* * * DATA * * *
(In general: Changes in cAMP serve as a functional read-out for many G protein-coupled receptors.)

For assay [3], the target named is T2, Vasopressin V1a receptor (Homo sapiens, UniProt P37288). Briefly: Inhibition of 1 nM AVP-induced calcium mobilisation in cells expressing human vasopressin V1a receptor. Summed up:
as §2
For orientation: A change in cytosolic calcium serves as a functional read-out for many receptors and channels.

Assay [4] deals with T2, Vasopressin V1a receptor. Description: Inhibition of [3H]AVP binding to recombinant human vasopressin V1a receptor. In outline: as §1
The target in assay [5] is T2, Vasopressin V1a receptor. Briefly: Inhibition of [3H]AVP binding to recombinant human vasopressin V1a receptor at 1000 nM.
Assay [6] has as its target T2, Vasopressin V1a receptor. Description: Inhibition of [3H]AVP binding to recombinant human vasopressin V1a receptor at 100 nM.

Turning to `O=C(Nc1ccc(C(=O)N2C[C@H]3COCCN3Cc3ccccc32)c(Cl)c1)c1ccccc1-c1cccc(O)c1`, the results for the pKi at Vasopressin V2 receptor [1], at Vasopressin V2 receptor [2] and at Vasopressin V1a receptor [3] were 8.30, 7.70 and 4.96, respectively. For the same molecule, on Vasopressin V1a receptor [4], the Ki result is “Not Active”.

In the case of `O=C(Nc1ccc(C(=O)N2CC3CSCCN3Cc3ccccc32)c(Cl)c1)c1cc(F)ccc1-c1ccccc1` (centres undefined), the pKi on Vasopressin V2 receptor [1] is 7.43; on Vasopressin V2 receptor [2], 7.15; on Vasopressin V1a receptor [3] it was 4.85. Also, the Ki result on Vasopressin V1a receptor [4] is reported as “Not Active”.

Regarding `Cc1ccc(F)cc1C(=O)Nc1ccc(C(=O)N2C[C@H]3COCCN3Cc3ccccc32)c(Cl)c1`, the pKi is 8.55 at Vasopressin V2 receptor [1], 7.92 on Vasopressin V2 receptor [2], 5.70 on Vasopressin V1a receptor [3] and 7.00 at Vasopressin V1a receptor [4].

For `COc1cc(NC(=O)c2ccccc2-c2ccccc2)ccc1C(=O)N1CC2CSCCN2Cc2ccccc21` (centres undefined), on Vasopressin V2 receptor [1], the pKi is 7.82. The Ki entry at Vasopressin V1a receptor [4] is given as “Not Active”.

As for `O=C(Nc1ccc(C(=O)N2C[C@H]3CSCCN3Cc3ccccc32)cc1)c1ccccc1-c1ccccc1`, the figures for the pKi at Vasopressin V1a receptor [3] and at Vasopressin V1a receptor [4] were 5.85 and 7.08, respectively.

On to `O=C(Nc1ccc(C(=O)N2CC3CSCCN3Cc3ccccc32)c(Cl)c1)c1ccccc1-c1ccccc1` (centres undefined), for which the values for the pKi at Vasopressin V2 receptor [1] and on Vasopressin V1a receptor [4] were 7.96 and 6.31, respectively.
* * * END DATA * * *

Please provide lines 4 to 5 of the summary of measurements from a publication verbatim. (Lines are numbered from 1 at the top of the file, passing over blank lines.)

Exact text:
For orientation: A change in cytosolic calcium serves as a functional read-out for many receptors and channels.

Assay [4] deals with T2, Vasopressin V1a receptor. Description: Inhibition of [3H]AVP binding to recombinant human vasopressin V1a receptor. In outline: as §1